Last evening, I finally made time to visit the organic store "Restore" in Kottivaakkam, Chennai. It was such a beautiful sight to see organic dry groceries (traditional rice varieties, millets and pulses) stocked up in huge tins. There were also many kinds of cold-pressed oils. Customers are supposed to bring their own containers and pick up the required stuff. It brought back memories of my childhood where we used to visit a "Chettiyaar Kadai" every month for groceries. The annas would pack the groceries in newspapers and we would pick up chekku oils in oil cans. No plastic packaging whatsoever.

I didn't go to Restore with the intention of buying any groceries and so didn't carry any containers. I just bought a couple of items that were packed in plastic bags along with a few books. As we were driving back home, my mind started to wander, "Wish I had a similar store in Bangalore. Oh wait, if it is not there, why can't I start something with a similar promise - organic grocery store with no packaging? Seems like a good idea. Need to think about it".

We then went to Besant Nagar Beach - a mandatory visit that my daughter D loves. It was a Friday evening and the beach wasn't crowded. As we walked down the sand, D started to pick some plastic spoons and plastic lids from water bottles. As she sat down to play with her collection, I couldn't bear to see the sheer amount of plastic on the beach sand - plastic spoons, plastic straws, green lids from plastic bottles etc. I started picking handfuls of such plastic waste and was dumping them in the garbage bin nearby. It was anger, frustration and helplessness that pushed me to do a teeny tiny bit of cleanup. After a few times of collecting and dropping the plastic waste, I noticed a stray dog that was defecating on the sand. I stopped and asked myself, "What am I doing? I cannot do such impulsive cleanup acts. I need proper gloves, a bag to collect the waste and drop them in the garbage bin". I stopped and we proceeded to the beach. The beautiful waves, clear sky and the stunning sight of horizon calmed me a little bit but I was lost in my thoughts. 

The news about the hurricanes, the recent Kerala floods and many such calamities are a proof that mother earth is fighting back. How much we have taken her for granted? We are destroying our planet in all possible ways. Our heinous acts have led to a state where the air we breathe is toxic, the water we drink is contaminated and the food we eat is loaded with chemicals.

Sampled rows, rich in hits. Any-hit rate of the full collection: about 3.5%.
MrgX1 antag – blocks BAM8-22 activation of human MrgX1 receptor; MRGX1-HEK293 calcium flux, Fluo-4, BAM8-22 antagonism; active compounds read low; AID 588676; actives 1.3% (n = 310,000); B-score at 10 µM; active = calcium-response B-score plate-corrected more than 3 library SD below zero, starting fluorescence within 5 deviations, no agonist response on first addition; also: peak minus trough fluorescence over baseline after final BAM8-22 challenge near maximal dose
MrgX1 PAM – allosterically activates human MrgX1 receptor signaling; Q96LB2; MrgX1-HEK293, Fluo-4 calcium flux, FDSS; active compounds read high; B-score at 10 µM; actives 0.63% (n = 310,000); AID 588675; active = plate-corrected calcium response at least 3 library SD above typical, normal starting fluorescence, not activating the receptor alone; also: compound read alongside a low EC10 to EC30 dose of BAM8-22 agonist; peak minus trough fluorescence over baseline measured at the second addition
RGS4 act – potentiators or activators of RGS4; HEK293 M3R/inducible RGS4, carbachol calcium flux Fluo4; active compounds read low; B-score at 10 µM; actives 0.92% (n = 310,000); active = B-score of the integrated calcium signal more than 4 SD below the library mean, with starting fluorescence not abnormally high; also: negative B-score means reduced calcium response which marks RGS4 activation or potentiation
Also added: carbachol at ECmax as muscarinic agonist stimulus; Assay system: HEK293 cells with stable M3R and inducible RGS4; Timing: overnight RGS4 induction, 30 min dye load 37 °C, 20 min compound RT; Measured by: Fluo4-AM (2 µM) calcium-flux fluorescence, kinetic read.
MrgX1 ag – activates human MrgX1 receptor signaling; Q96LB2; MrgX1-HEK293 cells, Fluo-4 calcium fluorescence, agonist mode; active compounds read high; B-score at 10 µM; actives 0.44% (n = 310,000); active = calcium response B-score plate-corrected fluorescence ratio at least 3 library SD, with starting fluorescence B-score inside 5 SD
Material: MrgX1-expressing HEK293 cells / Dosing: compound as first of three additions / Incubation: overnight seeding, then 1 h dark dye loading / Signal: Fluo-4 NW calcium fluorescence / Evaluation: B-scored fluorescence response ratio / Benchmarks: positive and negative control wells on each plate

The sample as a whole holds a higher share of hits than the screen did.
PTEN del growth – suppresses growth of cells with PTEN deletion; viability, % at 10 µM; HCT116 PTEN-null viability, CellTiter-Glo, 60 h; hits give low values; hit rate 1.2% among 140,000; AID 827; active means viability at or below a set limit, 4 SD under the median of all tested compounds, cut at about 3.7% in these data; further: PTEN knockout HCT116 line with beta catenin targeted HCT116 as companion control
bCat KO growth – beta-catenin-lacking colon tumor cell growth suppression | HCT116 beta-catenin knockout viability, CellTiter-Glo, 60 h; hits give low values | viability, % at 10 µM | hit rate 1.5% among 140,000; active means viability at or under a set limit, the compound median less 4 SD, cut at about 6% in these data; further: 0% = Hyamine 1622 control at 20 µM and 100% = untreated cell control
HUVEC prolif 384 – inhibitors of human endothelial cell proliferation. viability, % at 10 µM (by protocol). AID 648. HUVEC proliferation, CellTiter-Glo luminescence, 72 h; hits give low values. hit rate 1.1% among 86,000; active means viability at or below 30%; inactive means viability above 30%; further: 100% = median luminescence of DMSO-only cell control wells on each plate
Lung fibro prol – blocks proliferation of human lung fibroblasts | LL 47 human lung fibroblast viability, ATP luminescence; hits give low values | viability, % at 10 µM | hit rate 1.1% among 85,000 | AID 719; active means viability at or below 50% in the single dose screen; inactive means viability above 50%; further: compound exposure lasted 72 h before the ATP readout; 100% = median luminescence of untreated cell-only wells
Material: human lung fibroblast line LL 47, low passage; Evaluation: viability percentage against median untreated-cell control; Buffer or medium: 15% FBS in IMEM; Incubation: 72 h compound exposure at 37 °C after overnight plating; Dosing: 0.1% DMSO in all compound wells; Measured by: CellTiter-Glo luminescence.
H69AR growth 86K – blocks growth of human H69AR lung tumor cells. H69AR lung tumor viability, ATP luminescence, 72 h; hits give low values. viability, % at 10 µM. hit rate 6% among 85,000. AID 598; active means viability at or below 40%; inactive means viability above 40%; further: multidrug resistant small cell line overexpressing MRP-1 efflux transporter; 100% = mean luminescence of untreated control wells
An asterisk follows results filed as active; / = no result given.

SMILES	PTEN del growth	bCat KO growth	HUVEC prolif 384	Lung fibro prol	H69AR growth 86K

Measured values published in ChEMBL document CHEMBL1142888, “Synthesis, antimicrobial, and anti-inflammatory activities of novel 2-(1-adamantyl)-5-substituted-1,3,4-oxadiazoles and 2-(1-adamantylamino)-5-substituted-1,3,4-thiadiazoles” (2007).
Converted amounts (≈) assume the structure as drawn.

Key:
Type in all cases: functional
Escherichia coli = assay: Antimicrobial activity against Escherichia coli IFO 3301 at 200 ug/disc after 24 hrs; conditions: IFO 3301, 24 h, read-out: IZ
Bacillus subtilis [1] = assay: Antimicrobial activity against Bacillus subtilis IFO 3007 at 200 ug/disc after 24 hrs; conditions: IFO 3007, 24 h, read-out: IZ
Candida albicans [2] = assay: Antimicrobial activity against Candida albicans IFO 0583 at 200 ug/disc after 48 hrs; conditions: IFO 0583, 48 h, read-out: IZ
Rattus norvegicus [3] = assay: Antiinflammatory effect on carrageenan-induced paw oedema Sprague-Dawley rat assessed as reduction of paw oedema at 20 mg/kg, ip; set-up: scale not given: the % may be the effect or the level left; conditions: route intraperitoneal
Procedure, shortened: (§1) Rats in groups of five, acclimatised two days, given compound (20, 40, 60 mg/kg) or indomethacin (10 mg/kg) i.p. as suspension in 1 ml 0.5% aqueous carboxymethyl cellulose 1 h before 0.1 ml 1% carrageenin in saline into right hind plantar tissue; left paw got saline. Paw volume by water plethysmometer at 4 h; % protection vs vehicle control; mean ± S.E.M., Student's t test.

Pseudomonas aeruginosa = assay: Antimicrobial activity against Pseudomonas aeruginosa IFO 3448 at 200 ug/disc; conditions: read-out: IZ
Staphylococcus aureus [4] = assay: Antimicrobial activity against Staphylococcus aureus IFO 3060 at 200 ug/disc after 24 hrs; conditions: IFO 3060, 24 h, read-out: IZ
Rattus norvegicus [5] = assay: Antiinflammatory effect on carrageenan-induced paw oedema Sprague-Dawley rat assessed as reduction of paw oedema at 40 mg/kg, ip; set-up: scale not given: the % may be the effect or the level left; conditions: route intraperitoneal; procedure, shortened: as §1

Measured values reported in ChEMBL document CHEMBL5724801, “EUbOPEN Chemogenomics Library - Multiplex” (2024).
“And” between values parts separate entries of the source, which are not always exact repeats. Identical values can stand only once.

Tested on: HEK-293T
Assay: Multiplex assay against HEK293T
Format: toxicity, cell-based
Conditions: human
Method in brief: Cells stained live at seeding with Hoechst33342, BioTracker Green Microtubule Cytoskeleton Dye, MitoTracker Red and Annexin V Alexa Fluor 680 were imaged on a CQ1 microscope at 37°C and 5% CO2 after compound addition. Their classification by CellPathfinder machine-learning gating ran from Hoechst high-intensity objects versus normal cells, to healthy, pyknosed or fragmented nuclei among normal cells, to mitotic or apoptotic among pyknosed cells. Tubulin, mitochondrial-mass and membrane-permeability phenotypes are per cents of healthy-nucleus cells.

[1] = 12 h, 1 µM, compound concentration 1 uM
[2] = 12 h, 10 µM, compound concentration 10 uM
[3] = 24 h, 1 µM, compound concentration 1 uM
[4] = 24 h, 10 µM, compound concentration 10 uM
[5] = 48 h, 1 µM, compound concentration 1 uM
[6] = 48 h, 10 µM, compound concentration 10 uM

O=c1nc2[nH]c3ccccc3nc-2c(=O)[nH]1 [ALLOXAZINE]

A few days back, we went to a "health" restaurant in Bangalore - the food was good, the service was awesome but the price for a meal for 3 was around Rs.1500. If I want to switch to organic groceries at home, I have to pay double the price. I'm also quite suspicious about the claims made by various organic brands. I read somewhere that it would take between 4-5 years to convert the soil which had been previously cultivated with pesticides and chemical fertilizers into a soil fit for organic produce. How come we see a sudden proliferation of organic produce everywhere? How can I as a consumer validate organic claims? I might be able to afford organic but what about middle and lower income-group of people? Does that mean only if you have a high disposable income, you can eat good quality food?

It was also the day of 2.0 teaser launch. The underlying message that I interpret was that the birds are fighting against mobile phones. "The world is meant not only for humans" - how true! The atrocities towards orangutans because of rapid deforestation in Malaysia and Indonesia just because our demand for palm oil has increased and we want to eat food out of a packet. Every action has an equal and opposite reaction. Every decision of ours has repercussions. We are constantly making trade-offs that impact not just our health and life but also the other species on the planet who have equal rights just like us. Why do we stand tall with that ego that we humans are superior? 

There are just too many questions running in my mind. I may or may not find the answers. I don't want to feel depressed about the state of the world. Hopefully these questions will lead me to someplace productive and impactful.